View clinical trials related to Pain.Filter by:
The use of lidocaine, as an anesthetic drug, during implantation of an implantable cardioverter-defibrillator(ICD)will not result in a clinically significant alteration of the defibrillation threshold during ICD placement.
This parallel, assessor blind, placebo-controlled, stratified, randomized study will investigate the effects of everyday pain on cognition and mobility in otherwise healthy individuals.
In many countries, caesarean section (CS) rates have been increasing. The international literature is unclear regarding the analgesic efficacy of the transversus abdominis plane block (TAPB) after a CS. In particular, no clinical trials exist in which the correct method of performing this block has been matched with the obtained analgesic effect after a CS. The primary goal of the study was to determine whether a correctly performed ultrasound-guided TAPB (USG-TAPB) could provide patients who underwent a CS with better control of acute postoperative pain during the first 72 hours after surgery
The combination of subarachnoid anaesthesia (SAB) and continuous local wound infiltration (LCWI) with a consistent amount of local anaesthetics could prevent central sensitization through an additive or synergistic effect because it can maintain continuous inhibition of nociceptive afferents
Liposomal bupivacaine or placebo will be administered at the end of a transobturator midurethral sling to determine if there is a difference in a patient's perceived postoperative pain.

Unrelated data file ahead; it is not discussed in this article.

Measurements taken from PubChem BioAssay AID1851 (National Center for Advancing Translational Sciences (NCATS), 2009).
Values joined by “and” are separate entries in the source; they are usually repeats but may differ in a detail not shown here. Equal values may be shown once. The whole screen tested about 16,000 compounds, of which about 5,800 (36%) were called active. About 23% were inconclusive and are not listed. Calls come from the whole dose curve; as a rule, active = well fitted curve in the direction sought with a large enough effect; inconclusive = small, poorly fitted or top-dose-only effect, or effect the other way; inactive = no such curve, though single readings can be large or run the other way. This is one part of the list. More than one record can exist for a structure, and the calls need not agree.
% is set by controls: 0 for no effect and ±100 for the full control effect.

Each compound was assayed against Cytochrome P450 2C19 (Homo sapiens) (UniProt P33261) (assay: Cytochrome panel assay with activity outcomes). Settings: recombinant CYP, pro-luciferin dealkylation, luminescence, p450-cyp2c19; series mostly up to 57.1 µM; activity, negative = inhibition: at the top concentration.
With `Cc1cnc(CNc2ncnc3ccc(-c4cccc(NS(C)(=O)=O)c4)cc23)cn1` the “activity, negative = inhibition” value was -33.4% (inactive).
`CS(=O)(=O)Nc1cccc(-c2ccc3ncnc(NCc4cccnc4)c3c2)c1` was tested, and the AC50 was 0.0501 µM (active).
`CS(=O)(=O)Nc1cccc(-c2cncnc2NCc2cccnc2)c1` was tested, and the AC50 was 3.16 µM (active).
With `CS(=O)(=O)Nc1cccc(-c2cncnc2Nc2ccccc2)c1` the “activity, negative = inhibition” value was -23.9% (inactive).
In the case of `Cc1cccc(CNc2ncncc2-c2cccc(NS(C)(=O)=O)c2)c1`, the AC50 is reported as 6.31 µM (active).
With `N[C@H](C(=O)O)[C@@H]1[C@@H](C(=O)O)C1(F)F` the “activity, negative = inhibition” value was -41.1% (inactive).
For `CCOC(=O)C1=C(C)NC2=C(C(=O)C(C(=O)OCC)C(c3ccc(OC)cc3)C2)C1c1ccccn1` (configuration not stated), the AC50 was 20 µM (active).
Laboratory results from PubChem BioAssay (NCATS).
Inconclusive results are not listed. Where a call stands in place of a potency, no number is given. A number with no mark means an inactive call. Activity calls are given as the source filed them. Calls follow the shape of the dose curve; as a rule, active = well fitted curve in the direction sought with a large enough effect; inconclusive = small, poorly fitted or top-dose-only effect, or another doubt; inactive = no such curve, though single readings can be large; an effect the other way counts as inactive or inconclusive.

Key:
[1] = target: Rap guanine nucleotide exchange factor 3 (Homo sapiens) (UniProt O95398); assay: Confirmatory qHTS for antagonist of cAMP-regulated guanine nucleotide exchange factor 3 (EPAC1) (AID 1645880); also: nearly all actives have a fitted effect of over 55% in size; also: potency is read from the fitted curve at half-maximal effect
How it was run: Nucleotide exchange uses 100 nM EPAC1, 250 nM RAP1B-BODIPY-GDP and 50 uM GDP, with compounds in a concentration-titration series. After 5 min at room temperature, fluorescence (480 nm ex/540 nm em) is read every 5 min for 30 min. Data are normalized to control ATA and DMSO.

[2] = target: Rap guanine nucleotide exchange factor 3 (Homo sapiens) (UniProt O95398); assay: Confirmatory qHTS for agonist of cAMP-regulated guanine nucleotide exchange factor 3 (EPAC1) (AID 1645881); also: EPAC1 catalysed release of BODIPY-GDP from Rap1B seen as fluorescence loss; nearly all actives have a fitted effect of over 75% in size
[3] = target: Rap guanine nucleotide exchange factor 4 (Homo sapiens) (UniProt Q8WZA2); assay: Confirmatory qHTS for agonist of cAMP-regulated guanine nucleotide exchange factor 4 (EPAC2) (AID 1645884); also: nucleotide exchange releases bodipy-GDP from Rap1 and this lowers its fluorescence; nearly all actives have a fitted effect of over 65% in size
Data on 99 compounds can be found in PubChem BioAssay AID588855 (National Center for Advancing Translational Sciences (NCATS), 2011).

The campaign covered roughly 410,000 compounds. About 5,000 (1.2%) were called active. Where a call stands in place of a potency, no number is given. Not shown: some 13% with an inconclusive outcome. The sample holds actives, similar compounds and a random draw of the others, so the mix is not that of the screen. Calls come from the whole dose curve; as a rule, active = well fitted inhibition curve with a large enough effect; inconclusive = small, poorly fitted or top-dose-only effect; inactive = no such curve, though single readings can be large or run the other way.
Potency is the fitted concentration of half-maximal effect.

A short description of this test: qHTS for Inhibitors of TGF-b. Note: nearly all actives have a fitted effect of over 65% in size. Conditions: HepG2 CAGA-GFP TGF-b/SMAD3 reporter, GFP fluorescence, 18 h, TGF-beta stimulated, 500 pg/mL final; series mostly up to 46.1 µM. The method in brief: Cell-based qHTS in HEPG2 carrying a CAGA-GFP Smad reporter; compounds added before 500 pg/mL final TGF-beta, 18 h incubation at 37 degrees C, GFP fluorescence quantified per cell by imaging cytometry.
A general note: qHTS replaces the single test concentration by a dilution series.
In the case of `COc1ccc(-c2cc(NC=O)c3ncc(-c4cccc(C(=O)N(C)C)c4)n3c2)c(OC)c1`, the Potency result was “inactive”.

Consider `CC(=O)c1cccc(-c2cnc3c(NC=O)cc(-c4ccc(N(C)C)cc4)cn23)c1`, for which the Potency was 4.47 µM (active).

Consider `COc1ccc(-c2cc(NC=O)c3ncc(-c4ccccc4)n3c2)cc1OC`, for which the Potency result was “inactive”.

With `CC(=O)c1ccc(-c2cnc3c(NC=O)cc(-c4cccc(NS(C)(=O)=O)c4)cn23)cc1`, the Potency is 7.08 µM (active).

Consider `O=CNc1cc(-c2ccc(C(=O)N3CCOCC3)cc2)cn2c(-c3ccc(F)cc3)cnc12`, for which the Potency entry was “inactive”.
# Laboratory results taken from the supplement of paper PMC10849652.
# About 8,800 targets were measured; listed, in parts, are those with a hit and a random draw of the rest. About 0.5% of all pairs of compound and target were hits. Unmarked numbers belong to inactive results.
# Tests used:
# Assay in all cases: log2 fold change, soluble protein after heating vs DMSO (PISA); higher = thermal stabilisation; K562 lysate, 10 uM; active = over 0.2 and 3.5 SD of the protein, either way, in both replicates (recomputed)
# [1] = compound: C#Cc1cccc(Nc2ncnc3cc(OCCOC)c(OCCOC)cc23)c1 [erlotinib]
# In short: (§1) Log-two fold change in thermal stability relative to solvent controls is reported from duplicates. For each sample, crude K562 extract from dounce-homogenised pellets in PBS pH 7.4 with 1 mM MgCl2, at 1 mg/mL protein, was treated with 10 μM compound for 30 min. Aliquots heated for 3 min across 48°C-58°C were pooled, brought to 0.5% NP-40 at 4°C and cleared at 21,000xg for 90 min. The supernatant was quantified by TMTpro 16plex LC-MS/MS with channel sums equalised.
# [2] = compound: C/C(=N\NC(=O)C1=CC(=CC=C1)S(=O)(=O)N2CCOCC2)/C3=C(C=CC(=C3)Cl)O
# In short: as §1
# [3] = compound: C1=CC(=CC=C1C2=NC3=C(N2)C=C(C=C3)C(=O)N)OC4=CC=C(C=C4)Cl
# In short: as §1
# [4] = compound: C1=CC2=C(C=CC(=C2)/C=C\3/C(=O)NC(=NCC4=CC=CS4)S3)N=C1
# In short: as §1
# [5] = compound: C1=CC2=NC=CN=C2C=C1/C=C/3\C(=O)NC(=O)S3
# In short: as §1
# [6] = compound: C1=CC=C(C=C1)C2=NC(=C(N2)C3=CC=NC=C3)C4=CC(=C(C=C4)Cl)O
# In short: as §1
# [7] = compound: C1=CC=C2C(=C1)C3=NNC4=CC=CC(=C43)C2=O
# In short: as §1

Cervical incompetence complicates approximately 1 in 500 pregnancies . Those women with cervical incompetence are at risk for second trimester spontaneous abortion and preterm labor. Cervical cerclage reduces these risks but must be performed under general or neuraxial anesthesia. Some anesthesiologists prefer neuraxial anesthesia, as it reduces fetal exposure to medications and avoids the risks associated with loss of maternal airway reflexes under general anesthesia. Spinal anesthesia, in particular, has the added advantage of being technically simple while still providing a rapid, dense sensory block. For cerclage placement, patients require a sensory block from the T10 to S4 dermatome in order to cover sensation from the cervix as well as the vagina and perineum. Patients presenting for cerclage under spinal anesthesia pose a dosing challenge given the physiologic changes associated with pregnancy. As women progress with their pregnancy, they require lower doses of intrathecal local anesthetic to achieve similar block level. Multiple studies have demonstrated that these changes start during the second trimester. Inadequate sensory coverage with a spinal anesthetic typically necessitates conversion to general anesthesia, causing additional time wasted and added risk to the patient and fetus. Anecdotally, this is the reason why some anesthesiologists choose general anesthesia for patients undergoing cerclage over a spinal anesthetic. As there is currently no literature determining the correct dosage for these patients, we propose a dose-response study to determine the ED90 of intrathecal lidocaine for adequate anesthesia for elective cervical cerclage placement.The findings of this study will help determine the minimum dose of intrathecal lidocaine necessary to provide adequate spinal anesthesia for cervical cerclage for 90% of women. This will help decrease the frequency of inadequate anesthesia for cervical cerclage.